Variants identified by the bioinformatics pipeline through comparison with the reference genome need to be curated in the context of the patient's symptoms. The American College of Medical Genetics and Genomics and the Association for Molecular Pathology have published guidelines for interpreting sequence variants to determine the pathogenicity of particular variants.7 Scaling this curation step as genomics enters mainstream health care is complicated by current manual processes and specialised training of laboratory personnel. To meet the demands of scaling, the genetics workforce will need to be expanded, but big data analytics and computer‐based decision support will also be required. Sharing information on variants — including the underpinning evidence — is increasingly becoming an international priority.
Genomic testing data flow
The flow of genomic data can be broken down into seven phases, shown in the Box. Phase 1 involves acquiring patient samples, with patient consent, in accredited clinical laboratories. This leads to phases 2 and 3, which happen in parallel. Phase 2 involves capturing relevant clinical information in electronic medical records using standardised terminology such as SNOMED CT and HPO, and phase 3 involves generating genomic information annotated with public information from sources such as ClinVar or the Exome Aggregation Consortium using tools such as Variant Effect Predictor. Phase 4 is the manual review and curation of annotated genomic changes relevant to the patient's phenotype. Phase 5 is generation of clinical reports for return to the electronic medical record and sharing via My Health Record. Phases 6 and 7 involve capturing generated results, annotation and relationships in dedicated databases for re‐use.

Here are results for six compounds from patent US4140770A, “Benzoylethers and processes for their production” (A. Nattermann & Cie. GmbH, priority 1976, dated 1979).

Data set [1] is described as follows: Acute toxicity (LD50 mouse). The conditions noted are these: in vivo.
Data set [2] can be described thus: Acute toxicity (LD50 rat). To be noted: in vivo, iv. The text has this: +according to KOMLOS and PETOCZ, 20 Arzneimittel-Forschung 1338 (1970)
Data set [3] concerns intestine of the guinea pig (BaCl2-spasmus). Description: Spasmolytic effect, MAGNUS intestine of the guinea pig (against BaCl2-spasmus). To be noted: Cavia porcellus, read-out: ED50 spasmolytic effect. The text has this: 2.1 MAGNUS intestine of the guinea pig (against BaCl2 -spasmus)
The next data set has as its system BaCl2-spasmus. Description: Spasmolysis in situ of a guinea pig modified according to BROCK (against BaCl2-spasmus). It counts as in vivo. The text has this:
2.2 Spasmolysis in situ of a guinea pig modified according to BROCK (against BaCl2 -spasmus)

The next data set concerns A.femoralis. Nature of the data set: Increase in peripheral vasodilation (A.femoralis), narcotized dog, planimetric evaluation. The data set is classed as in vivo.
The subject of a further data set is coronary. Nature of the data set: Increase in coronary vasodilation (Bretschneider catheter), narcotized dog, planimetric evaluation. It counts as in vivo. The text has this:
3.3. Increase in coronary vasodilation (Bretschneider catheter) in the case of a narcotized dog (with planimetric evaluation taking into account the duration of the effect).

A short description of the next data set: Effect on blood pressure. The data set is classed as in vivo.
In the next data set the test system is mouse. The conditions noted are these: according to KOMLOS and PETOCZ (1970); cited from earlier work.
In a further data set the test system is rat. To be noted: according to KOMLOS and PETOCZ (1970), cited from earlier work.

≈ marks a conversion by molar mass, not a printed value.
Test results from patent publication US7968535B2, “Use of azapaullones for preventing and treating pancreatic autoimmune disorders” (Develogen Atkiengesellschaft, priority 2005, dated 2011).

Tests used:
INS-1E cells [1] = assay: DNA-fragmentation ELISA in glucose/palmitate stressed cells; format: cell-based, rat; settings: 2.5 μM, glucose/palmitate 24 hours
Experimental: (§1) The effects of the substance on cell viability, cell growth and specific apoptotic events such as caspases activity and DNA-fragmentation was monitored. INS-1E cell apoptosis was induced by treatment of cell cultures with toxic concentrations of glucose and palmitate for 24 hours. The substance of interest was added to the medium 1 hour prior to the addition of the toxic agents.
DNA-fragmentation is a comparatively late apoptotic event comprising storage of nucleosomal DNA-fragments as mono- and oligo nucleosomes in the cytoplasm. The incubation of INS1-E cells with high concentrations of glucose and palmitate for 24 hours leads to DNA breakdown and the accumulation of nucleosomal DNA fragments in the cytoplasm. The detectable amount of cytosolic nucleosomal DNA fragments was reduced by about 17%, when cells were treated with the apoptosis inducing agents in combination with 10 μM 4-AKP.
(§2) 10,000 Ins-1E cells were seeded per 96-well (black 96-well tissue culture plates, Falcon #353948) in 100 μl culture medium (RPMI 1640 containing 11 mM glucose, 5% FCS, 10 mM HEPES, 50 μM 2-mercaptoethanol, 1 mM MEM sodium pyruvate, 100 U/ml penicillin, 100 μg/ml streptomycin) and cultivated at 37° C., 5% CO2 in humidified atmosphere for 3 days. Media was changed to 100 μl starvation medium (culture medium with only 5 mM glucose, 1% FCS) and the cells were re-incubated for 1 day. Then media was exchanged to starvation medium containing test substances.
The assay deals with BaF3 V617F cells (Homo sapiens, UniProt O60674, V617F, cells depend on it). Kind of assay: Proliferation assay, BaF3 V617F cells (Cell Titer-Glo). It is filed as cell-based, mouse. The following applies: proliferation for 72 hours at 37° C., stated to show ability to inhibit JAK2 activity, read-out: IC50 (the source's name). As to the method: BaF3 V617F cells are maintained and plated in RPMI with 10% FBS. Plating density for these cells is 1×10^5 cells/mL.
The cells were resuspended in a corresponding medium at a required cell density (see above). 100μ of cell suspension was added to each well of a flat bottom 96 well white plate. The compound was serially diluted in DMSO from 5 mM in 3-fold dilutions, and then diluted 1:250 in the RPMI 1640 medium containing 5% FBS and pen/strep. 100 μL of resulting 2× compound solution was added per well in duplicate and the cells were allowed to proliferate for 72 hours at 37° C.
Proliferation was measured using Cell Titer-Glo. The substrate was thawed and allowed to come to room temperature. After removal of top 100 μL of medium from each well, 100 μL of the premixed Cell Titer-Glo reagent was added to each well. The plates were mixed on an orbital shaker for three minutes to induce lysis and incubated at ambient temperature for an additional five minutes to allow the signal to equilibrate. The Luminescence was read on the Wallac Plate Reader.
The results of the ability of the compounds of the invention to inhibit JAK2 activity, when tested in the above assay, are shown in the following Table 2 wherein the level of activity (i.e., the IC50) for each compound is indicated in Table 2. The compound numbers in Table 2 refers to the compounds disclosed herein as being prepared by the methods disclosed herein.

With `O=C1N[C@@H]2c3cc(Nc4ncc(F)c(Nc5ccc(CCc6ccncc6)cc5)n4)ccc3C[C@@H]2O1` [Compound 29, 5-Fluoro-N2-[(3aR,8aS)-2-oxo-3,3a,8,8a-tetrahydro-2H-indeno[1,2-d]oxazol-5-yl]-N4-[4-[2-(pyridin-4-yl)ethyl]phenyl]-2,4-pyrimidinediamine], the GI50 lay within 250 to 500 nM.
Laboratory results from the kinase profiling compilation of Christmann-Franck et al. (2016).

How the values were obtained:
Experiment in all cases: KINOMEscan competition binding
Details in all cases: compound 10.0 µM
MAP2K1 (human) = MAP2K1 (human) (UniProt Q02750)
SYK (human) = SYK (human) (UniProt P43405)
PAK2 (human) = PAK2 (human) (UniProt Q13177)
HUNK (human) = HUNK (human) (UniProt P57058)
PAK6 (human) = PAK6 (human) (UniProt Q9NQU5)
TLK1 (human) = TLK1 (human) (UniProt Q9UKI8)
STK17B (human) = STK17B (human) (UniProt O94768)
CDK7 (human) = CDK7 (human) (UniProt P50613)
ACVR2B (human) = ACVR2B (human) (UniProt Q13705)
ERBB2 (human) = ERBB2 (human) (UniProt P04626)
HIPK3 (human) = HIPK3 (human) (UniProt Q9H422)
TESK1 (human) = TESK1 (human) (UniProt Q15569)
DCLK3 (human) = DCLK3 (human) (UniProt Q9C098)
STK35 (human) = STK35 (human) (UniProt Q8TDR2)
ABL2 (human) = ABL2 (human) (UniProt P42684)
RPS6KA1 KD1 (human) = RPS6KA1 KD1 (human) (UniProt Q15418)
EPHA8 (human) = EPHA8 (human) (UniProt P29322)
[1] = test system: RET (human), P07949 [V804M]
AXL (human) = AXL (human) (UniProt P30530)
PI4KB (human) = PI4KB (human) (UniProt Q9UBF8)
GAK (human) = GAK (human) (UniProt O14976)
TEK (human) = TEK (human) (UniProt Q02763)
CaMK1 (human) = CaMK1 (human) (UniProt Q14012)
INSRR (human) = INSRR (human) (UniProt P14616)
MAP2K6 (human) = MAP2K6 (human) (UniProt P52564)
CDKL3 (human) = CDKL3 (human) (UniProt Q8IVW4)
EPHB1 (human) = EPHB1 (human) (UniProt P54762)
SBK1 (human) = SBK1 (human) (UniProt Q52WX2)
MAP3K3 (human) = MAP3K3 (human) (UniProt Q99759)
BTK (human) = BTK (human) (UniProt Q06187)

Genomics and digital health
Australia's national digital health strategy outlines the infrastructure, processes and policies that the federal government is putting in place to support Australia's transition to a digitally enabled health care system.8 Several interoperable pieces of infrastructure will be critical for supporting implementation of genomics into clinical care: a unique health care identifier for each patient and health care professional; a national clinical terminology; a shared health care record; and consistent national policies and legislation around data privacy, accessibility and linkage.
Combining health records and genomic information will mean that phenotypic data, as well as data on disease incidence, age at disease onset and life expectancy, can be used to inform clinical management. At a population level, the combined data will be useful for medical research as well as to enrich policy development and implementation, and economic modelling.
Ethics and consent